Polymer Clay Has Found Its NICHE

NICHE Magazine Announces 2008 NICHE Awards Finalists

NICHE magazine, the exclusive trade publication for retailers of American craft, has announced the finalists for the 2008 NICHE Awards.  Jurors selected 151 finalists out of more than 1,100 entries in 36 categories. The NICHE Awards program recognizes the outstanding creative achievements of American and Canadian craft artists who produce work for craft galleries and retail stores. Judging is based on three main criteria: technical excellence, both in surface design and form; market viability; and a distinct quality of unique, original and creative thought. Winners will be revealed at a ceremony on February 17, 2008, at the Philadelphia Buyers Market of American Craft, the nation's largest wholesale craft show, as well as featured in the Winter 2008 issue of NICHE magazine.

It is exciting to note that this is the first year a Polymer Clay category has been added. According to Melissa Becker, Communications Coordinator for the Rosen Group, the addition of the medium is due to its increasing popularity among artists. 

POLYinforMER contacted each of the five finalists in the Polymer Clay category and is pleased to share with you their comments and advice.  After reading their comments, be sure to pop over to the AmericanCraft site to see each of the entries.  Congratulations to each of these very talented artists!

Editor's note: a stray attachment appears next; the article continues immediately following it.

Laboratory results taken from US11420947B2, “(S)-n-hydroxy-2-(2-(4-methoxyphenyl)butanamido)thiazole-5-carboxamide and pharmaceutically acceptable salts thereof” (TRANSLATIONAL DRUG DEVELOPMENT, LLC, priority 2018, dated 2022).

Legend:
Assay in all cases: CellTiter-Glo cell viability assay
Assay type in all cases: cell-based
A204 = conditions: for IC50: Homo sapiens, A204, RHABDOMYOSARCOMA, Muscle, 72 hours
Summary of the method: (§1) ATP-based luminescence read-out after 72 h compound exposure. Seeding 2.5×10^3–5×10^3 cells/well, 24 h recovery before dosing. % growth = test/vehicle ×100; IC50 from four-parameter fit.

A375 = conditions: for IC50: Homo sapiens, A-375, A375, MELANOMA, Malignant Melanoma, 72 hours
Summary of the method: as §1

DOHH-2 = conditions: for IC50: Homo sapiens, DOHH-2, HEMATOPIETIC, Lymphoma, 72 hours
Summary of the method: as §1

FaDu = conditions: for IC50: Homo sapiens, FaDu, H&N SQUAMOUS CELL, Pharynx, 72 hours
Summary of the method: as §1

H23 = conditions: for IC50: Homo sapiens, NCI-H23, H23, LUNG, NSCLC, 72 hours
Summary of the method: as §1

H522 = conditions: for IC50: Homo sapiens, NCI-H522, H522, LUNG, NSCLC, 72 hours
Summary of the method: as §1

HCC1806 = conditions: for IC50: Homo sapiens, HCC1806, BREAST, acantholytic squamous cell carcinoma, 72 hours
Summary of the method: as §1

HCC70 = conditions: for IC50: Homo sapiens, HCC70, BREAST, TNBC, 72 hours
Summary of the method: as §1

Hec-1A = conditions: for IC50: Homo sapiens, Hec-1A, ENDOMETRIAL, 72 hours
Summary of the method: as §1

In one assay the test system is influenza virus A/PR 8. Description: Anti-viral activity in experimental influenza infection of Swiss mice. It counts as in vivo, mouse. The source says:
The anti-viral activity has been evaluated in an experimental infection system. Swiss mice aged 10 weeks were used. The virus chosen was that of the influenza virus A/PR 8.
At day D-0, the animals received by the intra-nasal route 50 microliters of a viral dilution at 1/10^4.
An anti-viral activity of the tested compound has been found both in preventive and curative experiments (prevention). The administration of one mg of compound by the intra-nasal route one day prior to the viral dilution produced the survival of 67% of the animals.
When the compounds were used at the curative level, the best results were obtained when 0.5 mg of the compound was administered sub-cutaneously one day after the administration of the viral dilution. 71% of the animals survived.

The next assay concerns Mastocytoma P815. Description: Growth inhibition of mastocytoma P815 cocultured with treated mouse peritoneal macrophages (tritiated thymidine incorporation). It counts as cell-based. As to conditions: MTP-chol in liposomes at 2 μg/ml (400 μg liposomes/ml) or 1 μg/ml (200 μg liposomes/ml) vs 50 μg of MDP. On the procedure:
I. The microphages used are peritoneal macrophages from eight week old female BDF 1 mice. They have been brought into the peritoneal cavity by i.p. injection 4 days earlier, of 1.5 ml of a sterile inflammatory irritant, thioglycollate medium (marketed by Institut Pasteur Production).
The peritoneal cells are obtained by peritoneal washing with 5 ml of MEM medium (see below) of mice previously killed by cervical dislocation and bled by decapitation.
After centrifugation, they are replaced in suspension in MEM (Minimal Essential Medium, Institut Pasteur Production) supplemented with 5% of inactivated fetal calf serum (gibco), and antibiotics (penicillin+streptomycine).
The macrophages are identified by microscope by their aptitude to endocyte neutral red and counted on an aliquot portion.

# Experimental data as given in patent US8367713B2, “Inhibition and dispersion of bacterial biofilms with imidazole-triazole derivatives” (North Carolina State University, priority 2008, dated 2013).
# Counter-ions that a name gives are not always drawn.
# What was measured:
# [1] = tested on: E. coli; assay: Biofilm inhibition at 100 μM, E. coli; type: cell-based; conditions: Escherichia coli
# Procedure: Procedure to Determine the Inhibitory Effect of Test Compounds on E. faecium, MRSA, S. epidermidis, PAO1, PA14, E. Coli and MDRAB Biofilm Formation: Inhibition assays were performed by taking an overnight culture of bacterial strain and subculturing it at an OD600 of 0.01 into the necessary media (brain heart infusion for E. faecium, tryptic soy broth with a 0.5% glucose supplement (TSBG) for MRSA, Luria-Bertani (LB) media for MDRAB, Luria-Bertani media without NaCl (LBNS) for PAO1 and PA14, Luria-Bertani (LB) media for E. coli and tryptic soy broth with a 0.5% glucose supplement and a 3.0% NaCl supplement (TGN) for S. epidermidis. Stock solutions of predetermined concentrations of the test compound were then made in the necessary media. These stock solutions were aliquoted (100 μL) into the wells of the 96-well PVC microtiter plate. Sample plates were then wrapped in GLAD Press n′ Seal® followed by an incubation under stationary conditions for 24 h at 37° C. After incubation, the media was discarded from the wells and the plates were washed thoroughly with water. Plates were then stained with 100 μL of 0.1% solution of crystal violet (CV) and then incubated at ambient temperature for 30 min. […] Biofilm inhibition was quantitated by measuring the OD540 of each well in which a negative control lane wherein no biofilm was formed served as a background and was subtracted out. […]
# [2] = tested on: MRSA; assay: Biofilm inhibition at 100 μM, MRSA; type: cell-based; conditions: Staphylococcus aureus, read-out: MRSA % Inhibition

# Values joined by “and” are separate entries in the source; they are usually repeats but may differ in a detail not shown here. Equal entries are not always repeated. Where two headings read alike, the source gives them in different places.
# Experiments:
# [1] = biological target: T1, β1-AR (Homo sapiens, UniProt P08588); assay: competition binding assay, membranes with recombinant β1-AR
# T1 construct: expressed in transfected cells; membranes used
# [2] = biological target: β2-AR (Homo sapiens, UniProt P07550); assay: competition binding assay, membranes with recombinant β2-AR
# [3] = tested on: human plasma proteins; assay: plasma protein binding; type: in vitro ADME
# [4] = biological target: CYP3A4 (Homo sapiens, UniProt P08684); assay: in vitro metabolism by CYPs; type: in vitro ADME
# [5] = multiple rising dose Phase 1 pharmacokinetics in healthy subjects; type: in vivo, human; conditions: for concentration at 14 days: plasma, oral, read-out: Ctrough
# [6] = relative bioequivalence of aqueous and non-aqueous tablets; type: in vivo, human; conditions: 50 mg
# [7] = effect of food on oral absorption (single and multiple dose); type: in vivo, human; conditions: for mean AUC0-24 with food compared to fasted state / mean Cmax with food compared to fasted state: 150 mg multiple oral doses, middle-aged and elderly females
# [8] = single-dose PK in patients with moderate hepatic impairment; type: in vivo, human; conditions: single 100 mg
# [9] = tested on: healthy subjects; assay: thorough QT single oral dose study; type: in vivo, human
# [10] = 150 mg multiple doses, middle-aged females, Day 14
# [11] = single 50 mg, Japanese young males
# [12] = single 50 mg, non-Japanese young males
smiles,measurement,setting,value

Lindly Haunani  "Asparagus Crown" 

"Follow the advice of my mentor/coach Elise Winters. Make several pieces that you love, are representative of your work  and that are designed to be photographed. Have a professional photographer take the pictures, as slides and digital images. Learn how to format the images for online submissions. When opportunities appear, apply - the worst thing that can happen is that you are rejected."

Elise Winters  "Autumn Cinch Bracelet" 

"One of my missions since 1996 has been to raise awareness about polymer clay in the broader commuity of fine craft. I have submitted images to the Niche awards a number of times in the past in order to give the medium exposure among jurors, other craft artists and traditional jewelry artist in particular.  Until this year, Niche did not have a polymer category, and so I submitted in the fashion jewelry category and the sculpture to wear category.  I was a finalist on 2 occasions and an award winner on another.  The great benefit was exposure.  Finalists have an opportuity to exhibit at the Buyers Market, the finalist images are shown at the awards ceremenonies and also published in many of the Rosen periodicals." 

Loretta Lam  "Deep Shade" 

"I see entering competitions as having many benefits. It helps stretch your boundaries artistically - if there is a theme or special requirements for entering. It can help you get organized - because of deadlines and photo requirements. It helps build name recognition and your work reaches a wider audience. This last one is something I'm working on right now. I've had my polymer clay business since 2000 - I've been growing it slowly and steadily. But I'm going to start doing the big wholesale shows in 2008, so reaching a wider audience is part of my plan.